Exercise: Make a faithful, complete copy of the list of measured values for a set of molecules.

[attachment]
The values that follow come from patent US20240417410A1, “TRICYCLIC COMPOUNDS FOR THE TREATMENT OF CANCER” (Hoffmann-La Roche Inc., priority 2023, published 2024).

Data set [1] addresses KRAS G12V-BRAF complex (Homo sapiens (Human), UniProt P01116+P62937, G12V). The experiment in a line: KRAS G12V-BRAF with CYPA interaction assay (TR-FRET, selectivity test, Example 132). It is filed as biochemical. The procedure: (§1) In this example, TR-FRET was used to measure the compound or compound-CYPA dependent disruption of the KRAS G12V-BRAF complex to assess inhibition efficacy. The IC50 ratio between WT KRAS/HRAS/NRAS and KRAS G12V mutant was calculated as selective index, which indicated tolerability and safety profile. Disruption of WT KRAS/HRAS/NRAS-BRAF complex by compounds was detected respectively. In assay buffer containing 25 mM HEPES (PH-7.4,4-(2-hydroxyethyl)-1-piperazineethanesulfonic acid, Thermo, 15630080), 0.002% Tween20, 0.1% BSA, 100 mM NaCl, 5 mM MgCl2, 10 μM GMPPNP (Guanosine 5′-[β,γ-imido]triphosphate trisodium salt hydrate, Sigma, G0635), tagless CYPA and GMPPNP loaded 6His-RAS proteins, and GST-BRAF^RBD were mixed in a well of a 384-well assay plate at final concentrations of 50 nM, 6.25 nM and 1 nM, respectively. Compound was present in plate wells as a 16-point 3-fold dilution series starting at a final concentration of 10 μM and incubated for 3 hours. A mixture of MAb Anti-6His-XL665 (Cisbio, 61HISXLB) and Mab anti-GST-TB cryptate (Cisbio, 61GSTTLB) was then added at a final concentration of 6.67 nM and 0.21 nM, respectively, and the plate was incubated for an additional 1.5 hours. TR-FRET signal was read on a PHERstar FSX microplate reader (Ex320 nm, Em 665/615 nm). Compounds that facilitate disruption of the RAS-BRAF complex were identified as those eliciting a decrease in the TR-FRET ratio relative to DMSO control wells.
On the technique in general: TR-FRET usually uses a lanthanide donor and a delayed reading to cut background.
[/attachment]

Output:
The values that follow come from patent US20240417410A1, “TRICYCLIC COMPOUNDS FOR THE TREATMENT OF CANCER” (Hoffmann-La Roche Inc., priority 2023, published 2024).

Data set [1] addresses KRAS G12V-BRAF complex (Homo sapiens (Human), UniProt P01116+P62937, G12V). The experiment in a line: KRAS G12V-BRAF with CYPA interaction assay (TR-FRET, selectivity test, Example 132). It is filed as biochemical. The procedure: (§1) In this example, TR-FRET was used to measure the compound or compound-CYPA dependent disruption of the KRAS G12V-BRAF complex to assess inhibition efficacy. The IC50 ratio between WT KRAS/HRAS/NRAS and KRAS G12V mutant was calculated as selective index, which indicated tolerability and safety profile. Disruption of WT KRAS/HRAS/NRAS-BRAF complex by compounds was detected respectively. In assay buffer containing 25 mM HEPES (PH-7.4,4-(2-hydroxyethyl)-1-piperazineethanesulfonic acid, Thermo, 15630080), 0.002% Tween20, 0.1% BSA, 100 mM NaCl, 5 mM MgCl2, 10 μM GMPPNP (Guanosine 5′-[β,γ-imido]triphosphate trisodium salt hydrate, Sigma, G0635), tagless CYPA and GMPPNP loaded 6His-RAS proteins, and GST-BRAF^RBD were mixed in a well of a 384-well assay plate at final concentrations of 50 nM, 6.25 nM and 1 nM, respectively. Compound was present in plate wells as a 16-point 3-fold dilution series starting at a final concentration of 10 μM and incubated for 3 hours. A mixture of MAb Anti-6His-XL665 (Cisbio, 61HISXLB) and Mab anti-GST-TB cryptate (Cisbio, 61GSTTLB) was then added at a final concentration of 6.67 nM and 0.21 nM, respectively, and the plate was incubated for an additional 1.5 hours. TR-FRET signal was read on a PHERstar FSX microplate reader (Ex320 nm, Em 665/615 nm). Compounds that facilitate disruption of the RAS-BRAF complex were identified as those eliciting a decrease in the TR-FRET ratio relative to DMSO control wells.
On the technique in general: TR-FRET usually uses a lanthanide donor and a delayed reading to cut background.